10 things you should do to prepare your car for a long road trip

If you want to go further afield in your vehicle, make sure it’s ready with this rundown of preparation advice.

If you’re planning to celebrate the end of lockdowns and Covid disruption with a long trek in the car, here are our top tips of how to prep the vehicle for the journey ahead.

1. Check the oil.

An obvious one, but the oil in your engine is essential to lubrication of moving parts within it and therefore its long-term wellbeing. You’re most likely to break down in a remote, distant place if your car’s oil is either old and deteriorating, or simply at a low level. Therefore, top it up with the relevant grade of oil for your engine – this will be in the owner’s handbook or sometimes even printed on a plaque in the engine bay of the car.

2. Check the tyres.

You should check your tyres have more than the minimum legal tread and are correctly inflated at the start of all journeys, never mind long-distance road trips, but this point counts double if you’re planning on covering hundreds of kilometres in the car without returning to your home for a few weeks.

3. Check the coolant.

Very much like point 1 – if your engine overheats because the coolant levels are too low, you could be stranded in a strange and foreign part of the country for no good reason. Engine coolant is not just a case of pouring some tap water into the radiator, either; you need a specific mixture of deionised water and antifreeze, so check what you require and ensure the coolant tank in the engine bay is topped up.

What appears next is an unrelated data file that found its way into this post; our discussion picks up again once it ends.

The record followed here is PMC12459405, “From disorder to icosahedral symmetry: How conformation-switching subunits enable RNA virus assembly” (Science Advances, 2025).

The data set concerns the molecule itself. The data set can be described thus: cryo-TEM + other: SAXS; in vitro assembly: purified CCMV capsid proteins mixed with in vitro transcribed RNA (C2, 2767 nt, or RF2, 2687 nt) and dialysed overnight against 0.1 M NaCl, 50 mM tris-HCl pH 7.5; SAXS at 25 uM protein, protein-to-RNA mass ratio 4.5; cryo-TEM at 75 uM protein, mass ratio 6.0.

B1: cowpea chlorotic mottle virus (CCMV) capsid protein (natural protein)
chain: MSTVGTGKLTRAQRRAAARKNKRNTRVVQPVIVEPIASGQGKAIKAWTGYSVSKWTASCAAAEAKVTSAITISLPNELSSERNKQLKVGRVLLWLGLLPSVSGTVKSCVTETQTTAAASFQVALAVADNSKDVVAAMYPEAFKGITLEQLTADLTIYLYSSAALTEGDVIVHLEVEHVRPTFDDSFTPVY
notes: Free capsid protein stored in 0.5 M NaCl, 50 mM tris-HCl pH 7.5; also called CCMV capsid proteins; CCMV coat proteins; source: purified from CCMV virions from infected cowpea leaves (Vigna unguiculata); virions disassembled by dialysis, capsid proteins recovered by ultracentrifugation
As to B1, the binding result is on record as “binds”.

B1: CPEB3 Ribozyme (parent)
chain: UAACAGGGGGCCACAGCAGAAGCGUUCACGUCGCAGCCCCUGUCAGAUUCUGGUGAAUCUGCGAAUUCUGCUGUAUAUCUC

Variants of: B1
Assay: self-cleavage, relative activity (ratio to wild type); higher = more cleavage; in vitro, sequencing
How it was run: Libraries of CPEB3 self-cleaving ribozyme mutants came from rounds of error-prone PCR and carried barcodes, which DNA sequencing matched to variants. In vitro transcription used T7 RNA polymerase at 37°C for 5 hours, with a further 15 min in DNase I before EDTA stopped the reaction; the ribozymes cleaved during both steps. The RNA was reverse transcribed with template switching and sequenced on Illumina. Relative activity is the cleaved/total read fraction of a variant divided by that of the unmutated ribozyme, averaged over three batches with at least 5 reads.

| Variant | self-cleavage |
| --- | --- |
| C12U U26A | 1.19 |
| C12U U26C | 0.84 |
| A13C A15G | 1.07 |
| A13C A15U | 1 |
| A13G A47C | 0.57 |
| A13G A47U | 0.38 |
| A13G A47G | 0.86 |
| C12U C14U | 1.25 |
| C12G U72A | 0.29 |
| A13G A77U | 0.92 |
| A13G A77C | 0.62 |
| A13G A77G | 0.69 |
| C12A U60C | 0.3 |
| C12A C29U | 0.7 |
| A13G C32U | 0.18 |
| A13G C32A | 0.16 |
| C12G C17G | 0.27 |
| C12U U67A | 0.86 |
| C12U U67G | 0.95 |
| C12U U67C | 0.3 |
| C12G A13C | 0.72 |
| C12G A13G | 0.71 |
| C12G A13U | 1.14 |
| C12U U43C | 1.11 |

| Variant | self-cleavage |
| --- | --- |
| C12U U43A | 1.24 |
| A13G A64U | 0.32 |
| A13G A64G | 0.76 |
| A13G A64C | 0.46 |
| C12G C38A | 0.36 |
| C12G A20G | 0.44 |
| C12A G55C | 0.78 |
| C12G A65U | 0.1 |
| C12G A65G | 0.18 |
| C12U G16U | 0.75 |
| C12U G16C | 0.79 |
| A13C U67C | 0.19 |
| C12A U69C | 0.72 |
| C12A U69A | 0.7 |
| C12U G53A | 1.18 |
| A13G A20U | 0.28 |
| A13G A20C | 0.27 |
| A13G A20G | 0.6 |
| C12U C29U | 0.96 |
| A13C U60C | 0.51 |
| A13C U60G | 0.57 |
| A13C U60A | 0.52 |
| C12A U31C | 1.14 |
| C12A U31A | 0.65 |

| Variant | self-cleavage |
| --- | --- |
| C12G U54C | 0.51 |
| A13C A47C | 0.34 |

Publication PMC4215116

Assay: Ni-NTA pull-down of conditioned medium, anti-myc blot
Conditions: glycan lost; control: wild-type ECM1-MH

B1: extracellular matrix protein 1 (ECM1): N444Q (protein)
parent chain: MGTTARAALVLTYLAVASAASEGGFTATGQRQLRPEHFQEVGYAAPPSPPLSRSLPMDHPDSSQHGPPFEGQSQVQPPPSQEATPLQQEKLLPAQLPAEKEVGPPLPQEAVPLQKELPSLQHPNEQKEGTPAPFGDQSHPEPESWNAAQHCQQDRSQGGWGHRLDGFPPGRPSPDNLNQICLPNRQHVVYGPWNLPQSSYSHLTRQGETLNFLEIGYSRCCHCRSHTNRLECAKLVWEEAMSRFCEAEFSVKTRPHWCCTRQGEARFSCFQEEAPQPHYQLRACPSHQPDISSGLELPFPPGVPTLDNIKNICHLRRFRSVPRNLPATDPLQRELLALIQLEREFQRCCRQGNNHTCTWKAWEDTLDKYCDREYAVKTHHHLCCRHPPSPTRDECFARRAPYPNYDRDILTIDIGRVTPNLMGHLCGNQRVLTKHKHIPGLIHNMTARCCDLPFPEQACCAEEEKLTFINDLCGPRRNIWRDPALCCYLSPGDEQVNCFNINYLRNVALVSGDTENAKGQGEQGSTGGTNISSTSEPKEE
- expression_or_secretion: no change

4. Check the bulbs.

All of the light bulbs on the vehicle should be working correctly; set off with a faulty bulb and you’re likely to annoy a lot of authorities. Replacement bulbs are mere cents, usually, and fitting them is the work of a moment for the most part.

5. Check the washer fluid.

You need to see out of the windscreen to know where you’re going, right? So, you need washer fluid. Top it up, again with a mix of special cleaning fluid (bought from most motor stores) and water (tap water is OK, here) so that you can clean the screen as you travel.

6. Pack it carefully.

A long journey probably necessitates a lot of stuff coming with you. Be sure not to overload the boot of any car with a lot of weight; if you do, it could alter the weight transfer of the vehicle and make your steering less effective. Try and spread the load.

7. Fill up with fuel the night before you leave.

A simple one, but it’s better for you as the primary driver on the road trip to get fuel the night before you depart, when the car is empty of stuff. You’ll need a full tank to go long distance and once the vehicle is fully loaded with all your gear and travelling companions, it will not be much fun for everyone in the car to wait on a forecourt while you needlessly fill up right at the start of the trip because the fuel light is blazing.

8. Put in emergency essentials.

Pack a First Aid kit, a shovel, some rope or towing cable, a warning triangle, a torch, a Hi-Viz vest and maybe a spare fuel can in the car, just in case the worst comes to the worst and you either break down, run out of petrol/diesel, or get stuck during inclement conditions. Even if your car is brand-new and unlikely to conk out on a long journey.

9. Make sure you’ve got food and drinks onboard.

A simple one but important: the longer you travel, the more chance you’ve got of getting caught in a traffic jam. You’ll want to keep from being hungry and dehydrated in such stressful circumstances, so a stash of onboard provisions is always a good idea.

10. Take a road atlas covering where you are going with you.

Archaic it may seem in the modern age, but we rely way too much on in-car navigation and the mapping of our smartphones. You only need to get into an area with poor mobile reception or have an issue with your car’s mapping, and you could end up hopelessly lost in an unfamiliar area. An old-fashioned, hard-copy back-up in the form of an atlas is not something you should shy away from. You’ll probably never need it, but it’s the belt-and-braces approach to navigating around in places you don’t know well.